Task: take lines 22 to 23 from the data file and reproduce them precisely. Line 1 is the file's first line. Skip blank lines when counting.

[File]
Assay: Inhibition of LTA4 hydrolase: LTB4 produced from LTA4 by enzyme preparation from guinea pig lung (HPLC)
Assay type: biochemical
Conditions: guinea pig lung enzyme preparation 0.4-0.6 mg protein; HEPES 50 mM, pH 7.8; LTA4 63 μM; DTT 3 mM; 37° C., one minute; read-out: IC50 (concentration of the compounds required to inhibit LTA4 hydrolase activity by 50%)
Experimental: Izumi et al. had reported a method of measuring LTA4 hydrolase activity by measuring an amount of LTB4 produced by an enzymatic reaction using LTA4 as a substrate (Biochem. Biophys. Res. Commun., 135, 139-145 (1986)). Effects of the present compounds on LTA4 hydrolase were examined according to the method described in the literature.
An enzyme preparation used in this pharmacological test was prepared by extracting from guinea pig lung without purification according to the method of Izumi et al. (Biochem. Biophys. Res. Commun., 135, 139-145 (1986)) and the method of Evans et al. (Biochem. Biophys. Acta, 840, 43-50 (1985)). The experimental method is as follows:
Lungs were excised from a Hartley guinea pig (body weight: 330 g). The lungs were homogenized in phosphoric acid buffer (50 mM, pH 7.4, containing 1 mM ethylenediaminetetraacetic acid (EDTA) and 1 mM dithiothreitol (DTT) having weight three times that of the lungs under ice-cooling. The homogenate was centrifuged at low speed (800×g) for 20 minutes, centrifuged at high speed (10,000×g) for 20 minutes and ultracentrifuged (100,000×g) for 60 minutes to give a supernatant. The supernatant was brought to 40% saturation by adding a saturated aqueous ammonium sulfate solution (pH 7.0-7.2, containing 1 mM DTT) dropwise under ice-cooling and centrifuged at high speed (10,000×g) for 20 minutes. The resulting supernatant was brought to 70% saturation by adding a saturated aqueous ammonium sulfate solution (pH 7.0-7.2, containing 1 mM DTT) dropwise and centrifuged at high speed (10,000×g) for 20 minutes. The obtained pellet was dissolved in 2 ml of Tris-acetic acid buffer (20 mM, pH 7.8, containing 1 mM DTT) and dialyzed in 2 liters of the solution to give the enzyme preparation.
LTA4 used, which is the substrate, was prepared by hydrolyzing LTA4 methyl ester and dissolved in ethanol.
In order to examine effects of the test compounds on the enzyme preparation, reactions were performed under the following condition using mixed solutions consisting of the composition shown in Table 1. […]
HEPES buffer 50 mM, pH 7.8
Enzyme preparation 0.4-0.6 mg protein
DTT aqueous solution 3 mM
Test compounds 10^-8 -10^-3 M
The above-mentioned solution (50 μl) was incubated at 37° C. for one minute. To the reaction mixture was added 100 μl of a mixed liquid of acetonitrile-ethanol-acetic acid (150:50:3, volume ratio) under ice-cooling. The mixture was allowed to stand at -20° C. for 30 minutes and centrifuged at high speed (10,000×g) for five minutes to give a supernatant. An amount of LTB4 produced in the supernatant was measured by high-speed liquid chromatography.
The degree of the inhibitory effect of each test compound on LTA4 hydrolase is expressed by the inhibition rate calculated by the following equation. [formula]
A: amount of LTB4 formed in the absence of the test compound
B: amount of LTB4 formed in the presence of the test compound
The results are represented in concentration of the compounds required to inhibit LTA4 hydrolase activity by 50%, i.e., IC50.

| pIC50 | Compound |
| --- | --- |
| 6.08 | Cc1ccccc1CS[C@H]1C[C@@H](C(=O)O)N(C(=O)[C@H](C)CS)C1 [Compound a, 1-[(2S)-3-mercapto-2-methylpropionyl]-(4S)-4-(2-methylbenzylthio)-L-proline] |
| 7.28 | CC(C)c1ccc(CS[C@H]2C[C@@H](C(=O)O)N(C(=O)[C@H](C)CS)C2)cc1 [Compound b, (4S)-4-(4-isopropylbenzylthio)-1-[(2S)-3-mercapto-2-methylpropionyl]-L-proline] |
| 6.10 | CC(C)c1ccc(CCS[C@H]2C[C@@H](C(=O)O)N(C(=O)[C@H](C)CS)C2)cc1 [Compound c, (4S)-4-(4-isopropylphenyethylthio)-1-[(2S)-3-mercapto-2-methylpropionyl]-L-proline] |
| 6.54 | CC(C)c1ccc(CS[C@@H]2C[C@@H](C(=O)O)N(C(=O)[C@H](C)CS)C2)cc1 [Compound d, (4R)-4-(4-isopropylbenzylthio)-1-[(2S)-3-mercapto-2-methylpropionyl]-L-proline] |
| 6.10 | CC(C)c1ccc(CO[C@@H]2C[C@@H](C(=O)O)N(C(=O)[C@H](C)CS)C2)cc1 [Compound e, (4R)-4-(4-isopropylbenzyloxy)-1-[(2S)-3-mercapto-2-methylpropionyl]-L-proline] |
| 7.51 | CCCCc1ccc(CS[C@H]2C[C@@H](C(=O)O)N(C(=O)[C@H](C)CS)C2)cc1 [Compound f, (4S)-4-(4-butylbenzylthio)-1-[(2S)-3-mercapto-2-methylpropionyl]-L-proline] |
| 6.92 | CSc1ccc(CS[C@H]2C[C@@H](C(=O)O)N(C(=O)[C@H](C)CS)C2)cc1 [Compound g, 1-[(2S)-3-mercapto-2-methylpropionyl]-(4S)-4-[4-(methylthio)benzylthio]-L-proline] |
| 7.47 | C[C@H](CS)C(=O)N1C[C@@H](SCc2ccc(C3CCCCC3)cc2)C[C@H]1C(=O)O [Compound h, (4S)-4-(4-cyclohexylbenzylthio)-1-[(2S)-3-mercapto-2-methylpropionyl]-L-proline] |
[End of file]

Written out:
| 6.10 | CC(C)c1ccc(CCS[C@H]2C[C@@H](C(=O)O)N(C(=O)[C@H](C)CS)C2)cc1 [Compound c, (4S)-4-(4-isopropylphenyethylthio)-1-[(2S)-3-mercapto-2-methylpropionyl]-L-proline] |
| 6.54 | CC(C)c1ccc(CS[C@@H]2C[C@@H](C(=O)O)N(C(=O)[C@H](C)CS)C2)cc1 [Compound d, (4R)-4-(4-isopropylbenzylthio)-1-[(2S)-3-mercapto-2-methylpropionyl]-L-proline] |